Horse & Groom
Within Mercatoria is the Horse and Groom, St Leonards’ first pub. This was built mainly for the benefit of the army of building workers on the site.
The area which is now the corner of Mercatoria and Norman Road was originally called Lavatoria Square and was where the washerwomen lived and worked.
Royal Victoria Hotel
Originally named the St Leonards Hotel, this was the centrepiece of Burton's St Leonards. The hotel entrance was originally at the back so guests could avoid the seafront weather. The building was enlarged in 1903.
Situated off Stanhope Place is a group of double villas built around a shared private garden called The Lawn. These were built by Decimus Burton in 1834.
The Mount is a crescent of houses off Archery Road, built by Decimus Burton.
Maze Hill is lined with striking 19th century Gothic villas and is named after the maze that once occupied the top end of St Leonards Gardens.
This was the original service area of Burton's town, containing the tradesmen's and laundrywomen's quarter.
Mercatoria National School
In 1847 a National School was built at the Mercatoria, originally a trading area, by Decimus Burton. The school moved to a new site at Collingswood Drive, St Leonards C of E Primary and the old school building was converted into a Mosque after purchase by the East Sussex Islamic Association.
North Lodge spans Upper Maze Hill and was originally built as a tollgate at the Northern entrance to St Leonards. Built by James Burton in 1830 to a mock Gothic castellated style. A toll road ran from here and joined up with the main London to Hastings Road.
North Lodge became the family home to Jane Wood, James Burtons daughter, and a later resident was Henry Rider Haggard who wrote King Solomon's Mines amongst other wwell known stories. The archway became damaged by a large vehicle in 2002 and following its repair has remained closed to vehicles since.
Another St Leonards double villa, South Lodge West on the left and South Lodge East on the Right. The centre archway forms the South entrance to St Leonards Gardens.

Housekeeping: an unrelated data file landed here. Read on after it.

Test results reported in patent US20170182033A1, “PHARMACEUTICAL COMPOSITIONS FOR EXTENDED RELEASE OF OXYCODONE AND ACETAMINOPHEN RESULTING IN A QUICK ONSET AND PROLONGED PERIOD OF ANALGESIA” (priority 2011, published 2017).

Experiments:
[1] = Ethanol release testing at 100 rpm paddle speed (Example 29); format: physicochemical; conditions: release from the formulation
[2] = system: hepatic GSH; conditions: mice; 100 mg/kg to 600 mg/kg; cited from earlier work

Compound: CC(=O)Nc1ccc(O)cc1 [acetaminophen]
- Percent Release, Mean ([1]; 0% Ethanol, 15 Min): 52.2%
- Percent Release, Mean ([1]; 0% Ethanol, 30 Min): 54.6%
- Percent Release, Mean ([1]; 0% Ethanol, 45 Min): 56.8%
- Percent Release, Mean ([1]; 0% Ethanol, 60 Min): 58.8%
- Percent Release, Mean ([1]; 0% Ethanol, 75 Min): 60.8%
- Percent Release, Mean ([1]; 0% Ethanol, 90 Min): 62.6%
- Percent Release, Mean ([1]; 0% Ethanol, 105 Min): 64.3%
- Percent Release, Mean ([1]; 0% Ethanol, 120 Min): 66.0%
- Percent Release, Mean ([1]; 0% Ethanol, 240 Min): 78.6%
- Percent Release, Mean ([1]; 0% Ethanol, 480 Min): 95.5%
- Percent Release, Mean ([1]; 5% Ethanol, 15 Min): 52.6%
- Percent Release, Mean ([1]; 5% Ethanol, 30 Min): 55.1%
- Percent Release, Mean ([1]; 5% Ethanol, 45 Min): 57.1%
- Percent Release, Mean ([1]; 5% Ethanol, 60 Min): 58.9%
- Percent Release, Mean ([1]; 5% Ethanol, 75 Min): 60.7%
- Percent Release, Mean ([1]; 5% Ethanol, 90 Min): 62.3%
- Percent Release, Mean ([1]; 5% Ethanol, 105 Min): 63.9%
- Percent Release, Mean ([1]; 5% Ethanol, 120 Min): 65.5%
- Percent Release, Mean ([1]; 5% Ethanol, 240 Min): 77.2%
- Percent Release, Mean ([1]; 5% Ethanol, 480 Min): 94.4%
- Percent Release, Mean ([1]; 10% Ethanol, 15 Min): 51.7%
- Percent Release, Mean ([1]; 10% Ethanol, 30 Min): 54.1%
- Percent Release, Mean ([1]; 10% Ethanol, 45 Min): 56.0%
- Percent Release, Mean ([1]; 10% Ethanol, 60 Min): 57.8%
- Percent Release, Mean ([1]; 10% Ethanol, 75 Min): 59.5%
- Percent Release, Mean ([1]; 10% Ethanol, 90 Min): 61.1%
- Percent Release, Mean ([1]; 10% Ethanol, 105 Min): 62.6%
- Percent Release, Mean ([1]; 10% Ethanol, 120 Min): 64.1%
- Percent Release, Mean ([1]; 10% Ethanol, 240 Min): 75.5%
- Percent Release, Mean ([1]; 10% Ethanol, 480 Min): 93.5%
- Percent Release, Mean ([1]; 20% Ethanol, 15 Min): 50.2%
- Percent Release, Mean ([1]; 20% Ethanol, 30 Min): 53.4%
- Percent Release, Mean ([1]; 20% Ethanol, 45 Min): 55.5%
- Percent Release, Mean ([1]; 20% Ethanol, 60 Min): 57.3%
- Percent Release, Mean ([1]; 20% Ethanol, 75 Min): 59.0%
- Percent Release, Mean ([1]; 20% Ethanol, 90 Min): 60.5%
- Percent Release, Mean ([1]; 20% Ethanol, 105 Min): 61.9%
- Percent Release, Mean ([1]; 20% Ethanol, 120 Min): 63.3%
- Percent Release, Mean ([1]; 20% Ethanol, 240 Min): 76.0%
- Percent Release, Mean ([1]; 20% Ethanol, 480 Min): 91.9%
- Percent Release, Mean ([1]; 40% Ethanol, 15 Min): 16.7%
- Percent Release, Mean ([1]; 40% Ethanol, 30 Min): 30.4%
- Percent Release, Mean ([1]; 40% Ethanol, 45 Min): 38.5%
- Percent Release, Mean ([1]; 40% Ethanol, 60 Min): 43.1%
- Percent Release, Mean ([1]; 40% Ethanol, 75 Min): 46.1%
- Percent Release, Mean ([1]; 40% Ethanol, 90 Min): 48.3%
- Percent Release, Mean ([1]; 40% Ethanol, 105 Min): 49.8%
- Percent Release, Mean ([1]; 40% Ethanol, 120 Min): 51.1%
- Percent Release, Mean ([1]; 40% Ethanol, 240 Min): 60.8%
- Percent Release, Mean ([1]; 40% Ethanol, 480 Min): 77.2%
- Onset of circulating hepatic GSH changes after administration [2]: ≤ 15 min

St Leonards Lodge
St Leonards Lodge was built by Decimus Burton in 1845 for his own use, and later enlarged by a subsequent owner.
St Leonards Gardens
Originally these were subscription gardens and private to residents only. Later they were purchased by the Council and made public.
St Leonards Parish Church
St Leonards Church was originally built in a gothic style. This was the only Church ever designed by James Burton.
It is said that he originally planned to build the church on top of the hill, however he built it on the current site due to objections about having to walk uphill to the church.
The foundation stone was laid on 8th September 1831, which was the Coronation of William IV and Queen Adelaide. The church opened as a proprietary chapel in 1832.
Five years after completion in 1837 a section of the cliff fell down and destroyed the chancel. This was later replaced on a smaller scale.
On 29th July, 1944, the church was totally destroyed by a 'doodlebug'.
The new St Leonards Church was rebuilt post-war and designed by Sir Giles and Adrian Gilbert Scott in a contemporary style with paraboloid arches. It was open for worship by April 1955, however the tower was not completed until 1961.
The current church interior has a maritime theme throughout.
Built from local Crowhurst bluestone, The Uplands is a fine group of buildings by Decimus Burton in Quarry Hill. These substantial sized double villas were constructed in the 1860's as The Uplands School for Girls and then became part of Hastings College of Further Education.